Featured Article - Muir of Huntershill
Article No. 1
In Peter Mackenzie's 1831 biography of Thomas Muir, the Scottish advocate and
political reformer who was sentenced to 14 years transportation, described him as
“one of the most amiable reformers that ever breathed”. However Muir is barely
remembered in his homeland and virtually unknown elsewhere but his story is an
amazing tale of adventure and adversity set against a backdrop of repression and
Thomas Muir was born in Glasgow in 1765 the only son of strict Presbyterian
parents. The family lived in Glasgow’s High Street where his father, a successful
merchant, also owned a shop. Aged 12 he entered Glasgow University to study
Divinity, however, under the influence of John Millar, Professor of Civil Law and a
committed republican, he decided to study law.
In 1787 Muir was admitted to the faculty of advocates aged only 22. He went on to
practice in Edinburgh where he soon began to make a name for himself. His strict
Presbyterian upbringing instilled a strong sense of moral righteousness in Muir
who saw it as his duty to fight injustice in all its forms. He was even known to have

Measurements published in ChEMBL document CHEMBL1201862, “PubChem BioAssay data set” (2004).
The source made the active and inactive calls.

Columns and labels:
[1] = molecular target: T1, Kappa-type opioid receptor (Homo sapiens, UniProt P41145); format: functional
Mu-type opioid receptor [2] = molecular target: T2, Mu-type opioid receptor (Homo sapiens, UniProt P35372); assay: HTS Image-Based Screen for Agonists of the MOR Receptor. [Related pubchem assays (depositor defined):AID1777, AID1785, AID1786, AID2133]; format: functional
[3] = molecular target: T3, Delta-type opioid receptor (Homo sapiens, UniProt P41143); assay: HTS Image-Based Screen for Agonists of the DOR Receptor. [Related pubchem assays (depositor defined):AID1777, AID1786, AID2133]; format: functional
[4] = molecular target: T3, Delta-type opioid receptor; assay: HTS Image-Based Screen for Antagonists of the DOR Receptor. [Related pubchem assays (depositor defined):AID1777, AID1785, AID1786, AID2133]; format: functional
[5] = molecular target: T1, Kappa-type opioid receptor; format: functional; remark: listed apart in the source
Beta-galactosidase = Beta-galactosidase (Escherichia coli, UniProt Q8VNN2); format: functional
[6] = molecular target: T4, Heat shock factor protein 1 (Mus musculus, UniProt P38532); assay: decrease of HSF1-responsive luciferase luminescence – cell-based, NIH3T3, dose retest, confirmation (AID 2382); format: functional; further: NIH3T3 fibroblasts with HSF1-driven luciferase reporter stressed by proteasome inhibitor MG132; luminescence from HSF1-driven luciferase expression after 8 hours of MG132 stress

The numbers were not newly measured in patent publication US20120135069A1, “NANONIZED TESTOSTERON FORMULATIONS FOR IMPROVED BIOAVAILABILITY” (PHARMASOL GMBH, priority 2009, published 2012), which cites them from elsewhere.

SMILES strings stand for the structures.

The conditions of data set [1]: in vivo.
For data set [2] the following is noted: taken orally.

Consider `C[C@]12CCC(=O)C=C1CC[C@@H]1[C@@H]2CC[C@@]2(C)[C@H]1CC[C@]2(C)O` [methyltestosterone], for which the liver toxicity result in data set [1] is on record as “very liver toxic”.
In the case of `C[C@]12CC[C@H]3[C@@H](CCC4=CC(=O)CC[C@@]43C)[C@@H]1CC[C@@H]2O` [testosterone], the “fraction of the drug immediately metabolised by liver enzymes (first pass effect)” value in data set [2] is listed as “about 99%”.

taken up the cases of many poor clients for no fee. However events in France a
few years later would alter the course of this promising young Advocates life
In France the Revolution that began in 1789 had swept away the old system of
government and the cry of ‘Freedom! Equality! Fraternity!’ was heard across
Europe striking fear into the hearts of governments everywhere. Muir also heard
this cry and found it hard to ignore. It was during this turbulent period in world
history that he became involved in the movement for parliamentary reform in
Democracy as we now know it did not exist in Britain in the 18th century. Only a
privileged minority held the vote and had any say in how the country was
governed. Inspired by events in France, Muir decided that reform was essential
and indeed possible through peaceful means. He helped to set up the Society of
the Friends of the People in Scotland in 1792 and he became one of the key figures